April 1, 2020

All of Eye of the Tiger’s COVID-19 coverage in one place. We update this page frequently so check back for more information.

UC schools waive requirements over COVID-19

University of California schools are temporarily waiving the letter grade requirement for A-G classes for those applying to the 2021-2020 term.

A-G courses completed in spring 2020 with Pass (P) or Credit (CR) grades will satisfy the requirements for students applying for the 2020-2021 term.

UC is also suspending the standardized test requirement (ACT and SAT) for students applying for fall 2021 freshman admission.




CDE suggests schools focus on distance learning for remainder of year

RJUHSD has not extended the site closures past May 1 despite CA superintendent of public instruction Tony Thurmond’s message to local officials stating, “it currently appears that our students will not be able to return to school campuses before the end of the school year.”

Without a state mandate, the decision to extend school closures will ultimately be up to the RJUHSD Board of Trustees.

“I believe it’s premature to declare the schools close for the rest of the school year,” said board member Scott Huber. “Whether or not the current closure date of May 1 will remain in place or be extended will be based on the best scientific evidence we have when the time comes to make a decision. The moment for that decision is not upon us.”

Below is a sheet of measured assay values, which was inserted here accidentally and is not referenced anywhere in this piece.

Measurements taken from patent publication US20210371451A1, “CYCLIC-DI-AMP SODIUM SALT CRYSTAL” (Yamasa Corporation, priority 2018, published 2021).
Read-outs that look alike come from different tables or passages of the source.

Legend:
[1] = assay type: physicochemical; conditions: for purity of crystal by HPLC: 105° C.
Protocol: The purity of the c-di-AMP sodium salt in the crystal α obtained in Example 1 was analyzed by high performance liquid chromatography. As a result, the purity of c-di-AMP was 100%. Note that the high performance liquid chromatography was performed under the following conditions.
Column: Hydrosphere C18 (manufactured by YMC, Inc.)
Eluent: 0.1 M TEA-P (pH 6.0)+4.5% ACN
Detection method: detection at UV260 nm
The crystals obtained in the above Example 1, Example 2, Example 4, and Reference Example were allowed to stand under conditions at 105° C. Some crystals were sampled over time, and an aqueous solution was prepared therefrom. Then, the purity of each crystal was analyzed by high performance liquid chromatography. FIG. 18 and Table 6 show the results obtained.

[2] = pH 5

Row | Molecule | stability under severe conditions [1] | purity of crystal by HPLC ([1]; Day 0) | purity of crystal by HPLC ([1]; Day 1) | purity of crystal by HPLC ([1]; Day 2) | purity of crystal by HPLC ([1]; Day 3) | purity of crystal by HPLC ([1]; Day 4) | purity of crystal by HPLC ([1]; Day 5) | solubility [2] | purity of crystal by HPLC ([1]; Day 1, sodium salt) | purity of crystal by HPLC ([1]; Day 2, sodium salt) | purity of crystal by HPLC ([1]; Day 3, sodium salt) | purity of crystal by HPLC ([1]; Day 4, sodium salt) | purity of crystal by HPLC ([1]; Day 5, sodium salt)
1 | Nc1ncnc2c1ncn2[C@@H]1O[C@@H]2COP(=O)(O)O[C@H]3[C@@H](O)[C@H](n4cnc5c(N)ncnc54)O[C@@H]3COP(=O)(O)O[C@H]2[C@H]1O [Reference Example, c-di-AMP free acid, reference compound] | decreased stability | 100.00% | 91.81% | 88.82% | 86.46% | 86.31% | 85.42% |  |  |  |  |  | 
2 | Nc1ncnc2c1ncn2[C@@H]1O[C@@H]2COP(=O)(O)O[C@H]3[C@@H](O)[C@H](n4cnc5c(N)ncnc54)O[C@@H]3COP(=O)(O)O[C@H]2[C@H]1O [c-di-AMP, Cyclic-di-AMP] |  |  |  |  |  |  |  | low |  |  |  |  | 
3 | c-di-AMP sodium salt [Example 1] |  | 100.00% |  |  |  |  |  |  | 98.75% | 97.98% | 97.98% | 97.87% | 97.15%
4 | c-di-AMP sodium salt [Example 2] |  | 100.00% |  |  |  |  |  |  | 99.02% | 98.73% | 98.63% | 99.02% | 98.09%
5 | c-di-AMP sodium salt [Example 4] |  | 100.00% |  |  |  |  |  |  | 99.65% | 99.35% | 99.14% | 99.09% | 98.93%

Eye of the Tiger reached out to RJUHSD superintendent Denise Herrmann and RHS principal Nicholas Richter but has not received a response at the time of this article’s publication.

RJUHSD school closures to extend through May 1

RJUHSD has extended school closures through May 1, with classes intended to start up again on May 4. Online instruction will continue through this time with a pause over spring break. No decision has been made so far in regard to graduation ceremonies should the closures last longer.  According to superintendent Denise Herrmann, there is no set plan as of now for events like senior ball.

RJUHSD closed all schools after midterms at the requirement of the Placer County Office of Education as part of COVID-19 mitigation measures. According to Herrmann, the school closure extension is at the recommendation of Placer County due to increasing numbers of COVID-19 cases in the area. Whether the closure is extended further will depend on future recommendations based on the state of COVID-19 in Placer County.

Roseville High School principal Nicholas Richter said that the district is tackling long-term online instruction and assessments in preparation should closures be extended. For final exams, the goal for most classes would be to design shorter assessments that ask more open-ended questions.